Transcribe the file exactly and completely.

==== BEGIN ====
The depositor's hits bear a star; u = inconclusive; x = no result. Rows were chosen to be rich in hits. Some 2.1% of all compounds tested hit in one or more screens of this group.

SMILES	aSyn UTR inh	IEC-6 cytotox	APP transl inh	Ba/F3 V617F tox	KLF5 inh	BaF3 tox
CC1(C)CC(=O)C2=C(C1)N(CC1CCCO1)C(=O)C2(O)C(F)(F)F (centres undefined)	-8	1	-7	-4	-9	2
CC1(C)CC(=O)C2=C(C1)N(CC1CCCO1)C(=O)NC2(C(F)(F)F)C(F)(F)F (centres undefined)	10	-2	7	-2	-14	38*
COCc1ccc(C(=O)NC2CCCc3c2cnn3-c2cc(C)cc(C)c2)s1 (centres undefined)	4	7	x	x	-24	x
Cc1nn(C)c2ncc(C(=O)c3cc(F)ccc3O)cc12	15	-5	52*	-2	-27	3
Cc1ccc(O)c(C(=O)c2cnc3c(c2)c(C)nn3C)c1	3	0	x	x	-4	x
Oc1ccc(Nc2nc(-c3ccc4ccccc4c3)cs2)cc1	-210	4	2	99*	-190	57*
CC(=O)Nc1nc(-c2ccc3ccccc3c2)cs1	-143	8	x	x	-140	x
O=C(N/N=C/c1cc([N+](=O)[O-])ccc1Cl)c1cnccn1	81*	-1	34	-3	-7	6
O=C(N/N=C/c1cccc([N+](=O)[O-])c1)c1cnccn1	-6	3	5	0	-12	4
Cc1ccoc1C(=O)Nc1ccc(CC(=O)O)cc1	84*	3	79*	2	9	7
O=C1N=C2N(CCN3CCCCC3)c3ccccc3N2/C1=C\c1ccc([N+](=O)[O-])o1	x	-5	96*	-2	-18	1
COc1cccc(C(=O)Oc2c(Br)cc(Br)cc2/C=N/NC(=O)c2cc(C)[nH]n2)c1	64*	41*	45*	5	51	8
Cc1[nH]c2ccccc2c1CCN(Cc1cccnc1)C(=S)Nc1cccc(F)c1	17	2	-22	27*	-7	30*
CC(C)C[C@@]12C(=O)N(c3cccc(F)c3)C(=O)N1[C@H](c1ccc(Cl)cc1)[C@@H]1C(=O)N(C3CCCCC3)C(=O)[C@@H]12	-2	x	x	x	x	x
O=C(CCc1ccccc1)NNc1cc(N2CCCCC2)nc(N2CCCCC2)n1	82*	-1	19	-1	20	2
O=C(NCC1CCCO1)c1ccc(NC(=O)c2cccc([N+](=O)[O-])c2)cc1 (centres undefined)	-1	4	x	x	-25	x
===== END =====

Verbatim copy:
The depositor's hits bear a star; u = inconclusive; x = no result. Rows were chosen to be rich in hits. Some 2.1% of all compounds tested hit in one or more screens of this group.

SMILES	aSyn UTR inh	IEC-6 cytotox	APP transl inh	Ba/F3 V617F tox	KLF5 inh	BaF3 tox
CC1(C)CC(=O)C2=C(C1)N(CC1CCCO1)C(=O)C2(O)C(F)(F)F (centres undefined)	-8	1	-7	-4	-9	2
CC1(C)CC(=O)C2=C(C1)N(CC1CCCO1)C(=O)NC2(C(F)(F)F)C(F)(F)F (centres undefined)	10	-2	7	-2	-14	38*
COCc1ccc(C(=O)NC2CCCc3c2cnn3-c2cc(C)cc(C)c2)s1 (centres undefined)	4	7	x	x	-24	x
Cc1nn(C)c2ncc(C(=O)c3cc(F)ccc3O)cc12	15	-5	52*	-2	-27	3
Cc1ccc(O)c(C(=O)c2cnc3c(c2)c(C)nn3C)c1	3	0	x	x	-4	x
Oc1ccc(Nc2nc(-c3ccc4ccccc4c3)cs2)cc1	-210	4	2	99*	-190	57*
CC(=O)Nc1nc(-c2ccc3ccccc3c2)cs1	-143	8	x	x	-140	x
O=C(N/N=C/c1cc([N+](=O)[O-])ccc1Cl)c1cnccn1	81*	-1	34	-3	-7	6
O=C(N/N=C/c1cccc([N+](=O)[O-])c1)c1cnccn1	-6	3	5	0	-12	4
Cc1ccoc1C(=O)Nc1ccc(CC(=O)O)cc1	84*	3	79*	2	9	7
O=C1N=C2N(CCN3CCCCC3)c3ccccc3N2/C1=C\c1ccc([N+](=O)[O-])o1	x	-5	96*	-2	-18	1
COc1cccc(C(=O)Oc2c(Br)cc(Br)cc2/C=N/NC(=O)c2cc(C)[nH]n2)c1	64*	41*	45*	5	51	8
Cc1[nH]c2ccccc2c1CCN(Cc1cccnc1)C(=S)Nc1cccc(F)c1	17	2	-22	27*	-7	30*
CC(C)C[C@@]12C(=O)N(c3cccc(F)c3)C(=O)N1[C@H](c1ccc(Cl)cc1)[C@@H]1C(=O)N(C3CCCCC3)C(=O)[C@@H]12	-2	x	x	x	x	x
O=C(CCc1ccccc1)NNc1cc(N2CCCCC2)nc(N2CCCCC2)n1	82*	-1	19	-1	20	2
O=C(NCC1CCCO1)c1ccc(NC(=O)c2cccc([N+](=O)[O-])c2)cc1 (centres undefined)	-1	4	x	x	-25	x